The ACQUITY QDa Mass Detector can be integrated as a complimentary technique to UV detection. Mass detection brings trace level detection below the range of UV detection of at least 10-fold. This results in significantly lower limits of quantification and detection which are important parameters in all areas of analysis but especially in cleaning validation protocols for high toxicity drugs which have stringent limits for maximum allowable carryover (MACO). Additionally, rapid identification of components using mass allows the corrective action to be applied or the process be revisited and optimized more quickly if needed.
These technologies are all controlled by Empower 3 Chromatography Data Software, a compliance ready package providing secure data from acquisition to reporting/distribution.
In practice, a cleaning validation procedure would involve a swabbing stage e.g. reaction vessels followed by an extraction process. This application note relates to the methodology that occurs after the extraction procedure, i.e. once the extracted product has been transferred to a sample vial.
A rapid 5 minute method was developed for five generic compounds (naphazoline HCl, lidocaine HCl, amitriptyline HCl, loperamide HCl, and tolazamide) using an PDA detector coupled with the ACQUITY QDa Mass Detector with data acquisition and instrument control performed by Empower 3 CDS Software (Table 1).
The compounds were prepared (n=6) over twelve concentrations ranging between 0.01 and 1000.0 ng/mL. Diluent consisted of 50% deionized water and 50% methanol.
The lidocaine HCl data was chosen as an exemplar of the ACQUITY QDa’s crucial role in the analysis of poorly UV absorbing compounds. ACQUITY QDa data acquisition was initially run in full scan mode 200–1000 m/z to establish the protonated species. Once established, the ACQUITY QDa was run in SIR (Single Ion Recording) mode where the DC (Direct Current) and RF (Radio Frequency) of the quadrupole are set to allow ions of a specific m/z value through to the detector which greatly reduces noise and increases sensitivity. The analytical method demonstrated linearity over the range 0.01 to 1000.0 ng/mL achieving an R2 value of 0.997 (Figure 1). Limit of detection was achieved at approximately 0.005 ng/mL for lidocaine HCl using SIR based on ICH Q2, (R1) guidelines, ‘Validation of Analytical Procedures: Text and Methodology’ for signal to noise ratios, equating to 0.025 pg on column (Figure 2/Table 2).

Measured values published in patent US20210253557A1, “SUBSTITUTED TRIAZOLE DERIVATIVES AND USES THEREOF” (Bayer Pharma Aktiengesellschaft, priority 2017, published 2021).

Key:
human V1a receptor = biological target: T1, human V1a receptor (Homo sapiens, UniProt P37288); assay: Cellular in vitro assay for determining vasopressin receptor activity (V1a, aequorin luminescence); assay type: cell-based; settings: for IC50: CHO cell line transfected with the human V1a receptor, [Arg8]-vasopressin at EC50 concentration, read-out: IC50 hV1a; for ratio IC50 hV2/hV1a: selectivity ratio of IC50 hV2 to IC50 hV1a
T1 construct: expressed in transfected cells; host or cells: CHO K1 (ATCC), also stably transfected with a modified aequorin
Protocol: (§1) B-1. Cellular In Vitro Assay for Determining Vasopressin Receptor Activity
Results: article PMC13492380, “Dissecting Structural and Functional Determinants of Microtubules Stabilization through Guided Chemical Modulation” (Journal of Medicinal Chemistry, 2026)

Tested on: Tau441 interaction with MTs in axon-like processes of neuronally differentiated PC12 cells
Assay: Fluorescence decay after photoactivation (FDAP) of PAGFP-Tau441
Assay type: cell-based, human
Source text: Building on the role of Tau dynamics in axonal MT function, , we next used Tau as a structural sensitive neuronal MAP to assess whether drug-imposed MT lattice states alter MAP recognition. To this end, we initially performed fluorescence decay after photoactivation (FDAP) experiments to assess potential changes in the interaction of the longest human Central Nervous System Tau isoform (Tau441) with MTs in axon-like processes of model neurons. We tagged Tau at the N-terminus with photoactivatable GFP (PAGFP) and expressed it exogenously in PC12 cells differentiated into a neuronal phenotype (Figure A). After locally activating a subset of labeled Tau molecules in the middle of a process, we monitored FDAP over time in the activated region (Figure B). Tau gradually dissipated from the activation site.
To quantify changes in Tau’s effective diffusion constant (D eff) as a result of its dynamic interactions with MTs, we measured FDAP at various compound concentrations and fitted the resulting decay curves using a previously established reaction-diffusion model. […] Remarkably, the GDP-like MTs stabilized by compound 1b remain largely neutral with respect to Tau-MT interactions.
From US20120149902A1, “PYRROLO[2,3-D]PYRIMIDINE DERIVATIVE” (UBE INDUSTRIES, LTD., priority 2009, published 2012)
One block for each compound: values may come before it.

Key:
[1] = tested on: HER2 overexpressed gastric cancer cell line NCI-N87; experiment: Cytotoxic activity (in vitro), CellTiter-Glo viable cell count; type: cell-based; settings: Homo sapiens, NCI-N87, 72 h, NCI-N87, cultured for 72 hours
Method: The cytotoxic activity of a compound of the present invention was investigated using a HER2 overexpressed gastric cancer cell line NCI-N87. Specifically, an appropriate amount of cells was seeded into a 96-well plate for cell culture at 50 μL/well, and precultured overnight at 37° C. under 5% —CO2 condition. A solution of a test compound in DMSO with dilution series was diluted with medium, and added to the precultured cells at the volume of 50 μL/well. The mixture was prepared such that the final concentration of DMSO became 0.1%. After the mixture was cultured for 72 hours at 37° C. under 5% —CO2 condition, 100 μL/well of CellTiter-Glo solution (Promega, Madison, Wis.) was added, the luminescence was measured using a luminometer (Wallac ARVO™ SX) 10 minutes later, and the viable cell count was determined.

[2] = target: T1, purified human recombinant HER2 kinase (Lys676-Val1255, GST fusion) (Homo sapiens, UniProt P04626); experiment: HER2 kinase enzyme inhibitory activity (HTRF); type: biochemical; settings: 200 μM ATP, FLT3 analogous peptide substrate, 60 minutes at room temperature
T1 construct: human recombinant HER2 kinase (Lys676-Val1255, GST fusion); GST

The results of the other four compounds are summarized (Table 3).
The PDA acquiring data at 220 nm achieved limits of detection of <1000.0 ng/mL for lidocaine HCl based on guidelines laid out in ICH Q2, (R1) for signal to noise ratios, equating to <5000 pg on column. Linearity was therefore not calculated. The extended dynamic range of the ACQUITY QDa when compared to the PDA, maintains excellent precision at low concentration levels providing a powerful analytical tool for low level analysis enabling a linearity range for lidocaine HCl of at least five orders of magnitude (Figure 1/Table 4).
Lidocaine HCl was measured reliably down to approximately 0.02 ng/mL using ACQUITY QDa mass detection (Table 3), compared to the UV which provided an LOQ